WHALLEY — Founded way back in 1925, the Royal Canadian Legion is rightly recognized as the nation’s foremost veteran’s advocacy group. Yet to many, it’s more typically seen as the place for veterans and, more recently, non-veterans, to gather, socialize and share a drink and a story.
But is it losing its relevance? Membership is certainly in decline – such a steep decline, in fact, that the news of branch closures isn’t so much revelation as it is acceptance.
Some blame an aging demographic, caused in turn by the simple lack of recent large-scale conflicts. Some say the Legion doesn’t advocate as it once did – that it’s lost touch with recent military veterans. Others say it doesn’t do enough to attract new civilian interest, while opposing factions claim there are already too many “civvies.”
What’s a Legion to do?
In the case of the Whalley branch, realism is key.
“I think all across Canada, membership is slowing down,” said branch president Tony Moore.
“A lot of the newer, younger veterans… They want to do their own thing and be a member of their own association. It’s hard to get them to come over.
“It’s not like the end of World War I or Korea, where hundreds of thousands of people came back at the same time and they all had something in common. The new soldier who comes back today…they’re in onesies or twosies and I think they find it harder to join.”
Last Saturday morning, Moore was relaxed and witty and tried to talk above the din from the cribbage tourney going on at the other end of the room. He didn’t avoid the issues, but he did not dwell either.
Because in Whalley, there’s hope.
There’s the planned Legion Veterans Village, for one. Unveiled in September, it’s a massive undertaking that will incorporate assisted-living units, family space and community gardens. Moreover, said Moore, “it’ll look like the Canadian Vimy Ridge Memorial (in France). It’ll revitalize downtown Surrey.”
Moore also talked about how his Legion gave $100,000 last year to charitable causes. He also noted how it took in $120,000 over the same period through poppy sales – the second highest total in the entire province – and how the branch now allows parents to bring in their children whenever the kitchen is open.
“I think you’ll notice we have a lot of associate members who are sons or daughters of older members.” he said. “We’re lucky people. We’re starting to get awareness of the legion again. Through word-of-mouth, we’re trying to move it along, and items in the newspaper, that helps out too. And people get interested. It’s what you’ve got to offer at the end of the day.”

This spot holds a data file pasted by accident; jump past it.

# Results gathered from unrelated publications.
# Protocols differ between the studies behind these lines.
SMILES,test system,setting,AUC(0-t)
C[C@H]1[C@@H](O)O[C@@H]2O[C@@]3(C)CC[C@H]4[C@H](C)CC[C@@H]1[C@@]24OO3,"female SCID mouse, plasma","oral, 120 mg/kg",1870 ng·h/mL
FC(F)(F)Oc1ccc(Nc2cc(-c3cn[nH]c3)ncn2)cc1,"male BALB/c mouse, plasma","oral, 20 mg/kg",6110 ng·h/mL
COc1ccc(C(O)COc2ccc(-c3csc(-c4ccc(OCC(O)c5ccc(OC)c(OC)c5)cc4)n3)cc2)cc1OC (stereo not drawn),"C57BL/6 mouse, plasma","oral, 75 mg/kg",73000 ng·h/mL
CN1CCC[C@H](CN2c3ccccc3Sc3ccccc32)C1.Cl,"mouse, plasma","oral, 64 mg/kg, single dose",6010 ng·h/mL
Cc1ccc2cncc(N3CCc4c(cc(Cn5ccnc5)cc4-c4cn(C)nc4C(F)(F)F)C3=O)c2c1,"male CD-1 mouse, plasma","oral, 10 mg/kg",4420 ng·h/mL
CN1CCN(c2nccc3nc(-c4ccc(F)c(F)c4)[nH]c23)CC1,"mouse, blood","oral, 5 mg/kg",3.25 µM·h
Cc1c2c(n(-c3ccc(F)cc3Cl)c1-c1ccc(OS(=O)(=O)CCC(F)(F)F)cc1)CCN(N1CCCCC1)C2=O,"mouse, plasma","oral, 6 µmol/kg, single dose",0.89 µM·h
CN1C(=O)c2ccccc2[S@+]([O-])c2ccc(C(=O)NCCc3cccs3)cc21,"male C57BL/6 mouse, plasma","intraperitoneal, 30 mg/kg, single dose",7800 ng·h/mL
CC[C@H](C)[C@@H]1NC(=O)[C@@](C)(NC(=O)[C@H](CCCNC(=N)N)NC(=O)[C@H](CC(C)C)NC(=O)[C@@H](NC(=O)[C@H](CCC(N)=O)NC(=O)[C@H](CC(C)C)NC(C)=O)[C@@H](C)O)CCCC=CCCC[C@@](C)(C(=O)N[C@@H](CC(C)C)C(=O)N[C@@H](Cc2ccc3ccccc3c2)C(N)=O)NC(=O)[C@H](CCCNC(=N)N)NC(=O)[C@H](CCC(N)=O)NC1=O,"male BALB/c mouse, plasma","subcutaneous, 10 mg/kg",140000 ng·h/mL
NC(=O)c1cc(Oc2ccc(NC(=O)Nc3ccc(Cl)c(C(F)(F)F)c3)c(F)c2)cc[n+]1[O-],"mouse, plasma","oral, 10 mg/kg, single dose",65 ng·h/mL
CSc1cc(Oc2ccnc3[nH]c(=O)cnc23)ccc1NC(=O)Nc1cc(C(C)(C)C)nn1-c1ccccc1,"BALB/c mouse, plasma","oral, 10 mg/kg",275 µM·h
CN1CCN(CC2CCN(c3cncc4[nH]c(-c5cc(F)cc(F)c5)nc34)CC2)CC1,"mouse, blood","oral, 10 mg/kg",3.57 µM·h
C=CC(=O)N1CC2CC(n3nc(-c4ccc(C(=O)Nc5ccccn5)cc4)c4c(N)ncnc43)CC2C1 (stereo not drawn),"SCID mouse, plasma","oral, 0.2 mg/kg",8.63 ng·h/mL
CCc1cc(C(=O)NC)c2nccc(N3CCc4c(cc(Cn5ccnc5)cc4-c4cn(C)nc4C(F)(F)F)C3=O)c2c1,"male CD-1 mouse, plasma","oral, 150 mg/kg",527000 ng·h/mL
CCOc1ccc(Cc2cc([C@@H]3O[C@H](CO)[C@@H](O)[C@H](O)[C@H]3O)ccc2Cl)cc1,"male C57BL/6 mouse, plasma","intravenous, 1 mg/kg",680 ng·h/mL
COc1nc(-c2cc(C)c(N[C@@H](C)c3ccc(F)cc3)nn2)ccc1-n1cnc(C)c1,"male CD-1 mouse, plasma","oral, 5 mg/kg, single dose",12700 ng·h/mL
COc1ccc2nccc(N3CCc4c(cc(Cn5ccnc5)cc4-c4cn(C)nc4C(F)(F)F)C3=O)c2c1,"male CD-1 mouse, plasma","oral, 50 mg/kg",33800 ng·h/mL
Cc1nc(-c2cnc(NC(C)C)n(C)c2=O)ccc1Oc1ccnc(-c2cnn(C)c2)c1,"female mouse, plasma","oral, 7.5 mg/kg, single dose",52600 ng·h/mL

By the end of this day, the Whalley Legion will have two new members. Moore said his Legion gets a half-dozen new recruits every month and last Saturday, it was Raphael Belgrave’s and Sheila Molsner’s turn.
Soon, Moore and the newbies and Legion 2nd VP Jill Bilesky were in the midst of the official initiation routine. Belgrave and Molsner declared their loyalty to Canada and the Legion and swore they aren’t members of submissive organizations. Moore and Bilesky explained the Legion’s emblems and its purpose.
Soon enough, it was all done.
Whalley resident Belgrave, who works in a print shop and is a former Surrey minor football coach, said he digs the Legion atmosphere.
“I used to be a member of the Legion in North Van. My last membership was in 2008. I started coming here all the time, so I decided it was time to join. It’s a peaceful, nice place to be, and I think it does great things in the community.”
Clear, he also has a love affair with Canada.
“Canada is a perfect country. I’m originally from Barbados. Canada is a little bit like Barbados. It’s free…and anyone can do anything if they have the will to do it.”
Though not a veteran, Belgrave said he’ll gladly help with Legion activities if the opportunity presents itself. He won’t, however, be attending Whalley’s Remembrance Day ceremonies next week. Instead, he’ll be with partner Patricia’s family at the New Westminster event.
Said Patricia, “We have allegiance to the New West area. My dad was in the Royal Westminster Regiment. We’re a military family. My son is currently the VP of the New West branch, and my grandson, after four years in the Navy League, has just aged up the Sea Cadets. So they are in the ceremonies every year.”
Molsner, who also lives in Whalley, joined purely for the social aspect. And, she said, because it’s sometimes hard to get in the door.
“I joined in 2006, dropped off for a few years, and joined again today. It’s good to have your membership card because no matter where you go, it’s hard to get in. $50 a year is nothing.”
She prefers the Legion to a bar.
“I used to go out (when I lived) in Ontario to bars and for dancing. When you go to those places, it’s like the typical bar scene. The Legion is nice.”